Fifteen-Minute Meals for Midsummer
MARY JANE McCLURE
When meal-time comes in midsummer, the housewife is seized with a langorous disinclination to go into the hot kitchen and cook. The mere thought of preparing the meal drives away the appetite. The up-to-date, commencement de siecle housewife is prepared for occasions of this sort. Her larder is stocked with materials which make it possible for her to prepare an appetizing meal on short notice, with never a thought of sweltering and broiling over a hot kitchen stove.
FROZEN BEEF DAINTIES
One of the greatest secrets of quick-meal cookery is hidden in the little jar of Armour’s Extract of Beef. It has proved to be one of the most successful beauty remedies on the market, for it smooths away wrinkles of worry and care more effectually than a massage roller, and replaces them with smiles of happiness which transform the woman before the stove into a laughing Hebe.
American women do not place a proper value upon Extract of Beef. They consider it merely a part of invalid diet. They will cook a shin of beef for hours in an effort to secure the essence of it, when they could buy the soul of the shin ready to be transmuted into delicious dainties with the mere addition of hot water. Italian, German and French women give Extract of Beef the place of honor in their kitchen closet. They know that it doubles the resources of the woman who desires to have things taste a little better than “ Mother used to make.” A jar of Extract of Beef (if it is Armour’s) is a necessary concomitant of things culinary— soups, entrees, roasts or vegetables. It is so concentrated from the richest and best of beef that it is spicy with the absolutely pure beef flavor. Just a bit of it on the tip of a spoon transforms an insipid dish into a gastronomical delight.
I have found that Armour’s Extract of Beef solves the summer soup problem. On a hot day the stomach rebels at the very thought of steaming dishes. One eats more from a sense of duty than because of real hunger. Iced bouillon or consomme teases the flagging appetite Into activity and satisfies that gnawing feeling in the pit of the stomach which is at the same time hunger and disgust. The bouillon may be made in the morning and set away until dinner time is at hand. Make it this way:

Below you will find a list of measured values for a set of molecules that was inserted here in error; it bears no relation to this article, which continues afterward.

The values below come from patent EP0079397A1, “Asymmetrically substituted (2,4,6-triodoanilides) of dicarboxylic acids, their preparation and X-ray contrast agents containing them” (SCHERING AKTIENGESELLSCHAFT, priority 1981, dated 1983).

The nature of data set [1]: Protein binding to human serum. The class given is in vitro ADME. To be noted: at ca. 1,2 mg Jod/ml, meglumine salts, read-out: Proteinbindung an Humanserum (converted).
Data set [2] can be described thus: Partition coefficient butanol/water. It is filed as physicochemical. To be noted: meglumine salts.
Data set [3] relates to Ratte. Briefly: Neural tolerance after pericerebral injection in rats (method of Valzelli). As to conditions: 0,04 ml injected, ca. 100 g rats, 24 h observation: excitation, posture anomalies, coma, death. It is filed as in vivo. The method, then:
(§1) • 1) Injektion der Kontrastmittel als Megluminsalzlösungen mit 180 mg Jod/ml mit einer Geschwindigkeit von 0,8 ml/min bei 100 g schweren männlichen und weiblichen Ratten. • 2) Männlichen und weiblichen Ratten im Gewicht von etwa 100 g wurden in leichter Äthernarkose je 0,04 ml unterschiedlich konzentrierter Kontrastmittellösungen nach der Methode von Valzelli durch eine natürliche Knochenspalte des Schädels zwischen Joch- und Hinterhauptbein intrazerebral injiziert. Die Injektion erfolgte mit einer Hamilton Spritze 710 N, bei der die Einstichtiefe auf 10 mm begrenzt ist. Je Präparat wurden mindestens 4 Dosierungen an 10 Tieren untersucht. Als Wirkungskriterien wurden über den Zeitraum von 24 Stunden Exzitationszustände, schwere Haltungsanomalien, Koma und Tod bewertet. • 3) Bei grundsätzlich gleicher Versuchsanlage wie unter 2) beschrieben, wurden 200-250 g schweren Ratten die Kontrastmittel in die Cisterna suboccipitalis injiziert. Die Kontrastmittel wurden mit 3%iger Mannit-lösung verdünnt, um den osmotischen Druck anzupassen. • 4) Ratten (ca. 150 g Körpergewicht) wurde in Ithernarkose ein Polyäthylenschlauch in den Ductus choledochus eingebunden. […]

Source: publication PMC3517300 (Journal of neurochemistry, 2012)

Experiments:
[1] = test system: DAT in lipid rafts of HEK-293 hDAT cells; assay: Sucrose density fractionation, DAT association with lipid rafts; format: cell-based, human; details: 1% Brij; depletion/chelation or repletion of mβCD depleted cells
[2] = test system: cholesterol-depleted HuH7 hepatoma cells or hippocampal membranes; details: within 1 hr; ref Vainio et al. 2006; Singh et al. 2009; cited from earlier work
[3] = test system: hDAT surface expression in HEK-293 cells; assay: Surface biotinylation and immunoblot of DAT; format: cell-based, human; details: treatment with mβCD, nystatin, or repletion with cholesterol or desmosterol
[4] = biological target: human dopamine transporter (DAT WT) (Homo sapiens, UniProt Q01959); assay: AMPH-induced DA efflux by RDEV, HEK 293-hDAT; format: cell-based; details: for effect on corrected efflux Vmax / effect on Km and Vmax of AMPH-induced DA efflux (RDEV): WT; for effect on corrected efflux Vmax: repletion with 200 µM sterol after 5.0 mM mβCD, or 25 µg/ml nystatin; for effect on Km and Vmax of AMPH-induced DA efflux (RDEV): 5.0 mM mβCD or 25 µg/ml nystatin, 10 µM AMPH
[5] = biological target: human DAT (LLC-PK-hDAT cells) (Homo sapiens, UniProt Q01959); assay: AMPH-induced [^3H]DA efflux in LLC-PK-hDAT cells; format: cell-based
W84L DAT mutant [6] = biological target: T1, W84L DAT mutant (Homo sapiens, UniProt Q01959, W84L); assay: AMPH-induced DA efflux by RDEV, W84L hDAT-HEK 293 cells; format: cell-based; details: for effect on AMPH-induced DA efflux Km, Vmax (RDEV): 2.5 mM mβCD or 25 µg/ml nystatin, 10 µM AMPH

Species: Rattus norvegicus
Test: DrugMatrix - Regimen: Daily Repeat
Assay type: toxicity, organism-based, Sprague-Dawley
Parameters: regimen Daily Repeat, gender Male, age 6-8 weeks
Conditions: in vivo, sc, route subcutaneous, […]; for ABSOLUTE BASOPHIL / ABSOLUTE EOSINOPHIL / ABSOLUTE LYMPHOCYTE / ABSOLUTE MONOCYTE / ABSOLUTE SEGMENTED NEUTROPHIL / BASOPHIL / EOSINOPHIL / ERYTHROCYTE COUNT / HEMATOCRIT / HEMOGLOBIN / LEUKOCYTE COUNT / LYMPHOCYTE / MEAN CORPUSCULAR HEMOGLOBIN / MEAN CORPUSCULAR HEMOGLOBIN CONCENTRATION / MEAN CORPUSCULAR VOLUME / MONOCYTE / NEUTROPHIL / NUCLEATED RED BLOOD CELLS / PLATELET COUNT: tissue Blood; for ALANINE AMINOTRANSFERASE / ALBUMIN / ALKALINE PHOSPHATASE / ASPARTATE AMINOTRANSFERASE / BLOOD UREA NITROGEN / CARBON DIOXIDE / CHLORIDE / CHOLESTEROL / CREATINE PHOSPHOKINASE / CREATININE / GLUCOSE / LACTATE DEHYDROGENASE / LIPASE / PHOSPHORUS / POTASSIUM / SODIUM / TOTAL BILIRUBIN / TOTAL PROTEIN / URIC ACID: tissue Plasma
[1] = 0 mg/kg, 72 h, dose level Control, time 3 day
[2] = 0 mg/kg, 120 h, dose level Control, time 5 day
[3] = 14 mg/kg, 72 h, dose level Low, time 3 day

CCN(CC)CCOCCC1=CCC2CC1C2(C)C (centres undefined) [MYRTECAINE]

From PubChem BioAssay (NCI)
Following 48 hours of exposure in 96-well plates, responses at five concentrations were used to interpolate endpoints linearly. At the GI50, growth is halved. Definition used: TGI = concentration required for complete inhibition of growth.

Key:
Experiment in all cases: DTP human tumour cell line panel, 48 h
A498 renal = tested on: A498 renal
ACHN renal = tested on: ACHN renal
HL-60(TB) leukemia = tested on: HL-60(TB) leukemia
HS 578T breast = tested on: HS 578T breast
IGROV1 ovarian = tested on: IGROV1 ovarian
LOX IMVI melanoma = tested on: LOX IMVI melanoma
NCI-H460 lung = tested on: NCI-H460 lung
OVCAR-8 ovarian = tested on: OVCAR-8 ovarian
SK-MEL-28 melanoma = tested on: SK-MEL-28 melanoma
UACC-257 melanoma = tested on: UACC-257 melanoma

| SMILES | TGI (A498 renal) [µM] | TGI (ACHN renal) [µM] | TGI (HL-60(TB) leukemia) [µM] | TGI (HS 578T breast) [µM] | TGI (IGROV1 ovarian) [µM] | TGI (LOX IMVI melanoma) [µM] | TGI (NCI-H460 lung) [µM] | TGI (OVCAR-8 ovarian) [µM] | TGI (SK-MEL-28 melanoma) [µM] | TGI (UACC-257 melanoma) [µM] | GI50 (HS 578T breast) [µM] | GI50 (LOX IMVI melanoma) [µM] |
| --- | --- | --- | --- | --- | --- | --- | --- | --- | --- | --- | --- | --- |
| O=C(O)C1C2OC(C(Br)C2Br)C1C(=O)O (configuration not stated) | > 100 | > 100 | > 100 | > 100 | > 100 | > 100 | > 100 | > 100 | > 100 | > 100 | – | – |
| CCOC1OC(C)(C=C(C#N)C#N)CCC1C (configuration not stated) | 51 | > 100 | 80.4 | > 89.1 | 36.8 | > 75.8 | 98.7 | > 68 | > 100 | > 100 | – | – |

Three teaspoonfuls of Armour’s Extract of Beef.
Two quarts of hot water.
One sprig of parsley.
One tablespoonful of salt
One-half bay leaf.
One-fourth tablespoonful of whole pepper.
One tablespoonful of butter.
One-fourth cup each of carrots, onions and celery cut in dice.
To the boiling water add the Extract, vegetables and seasonings ; cook 30 minutes. Strain, and when cool add a small quantity of sherry or Madeira wine. Chill and serve cold. If the wine is not desired it may be omitted without detracting materially from the palatability of the bouillon; but it will be found to give a tantalizing flavor which will add greatly to its merits as a hot weather appetite-tempter.
Frozen Beef Tea is another novel mid-summer tit-bit. Make it in the proportions of one-fourth teaspoon of Armour’s Extract of Beef to each cupful of hot water. Season it with salt and pepper to taste. Add to it a small quantity of gelatine previously dissolved in water, and set the mixture on ice until it is jellied. Serve very cold in place of soup.
Aspic Jelly seems peculiarly a part of hot weather cookery. To make it, take;
One teaspoonful of Armour’s Extract of Beef.
One-half package of acidulated gelatine.
One pint of hot water.
One cup of cold water.
One-half cup of sherry wine.
Two teaspoonfuls of sugar.
Cover the gelatine with cold water; let it stand for five minutes, then add the hot water, sugar and wine. Strain and put into a mold until cold. Use as a garnish for salads or entrees.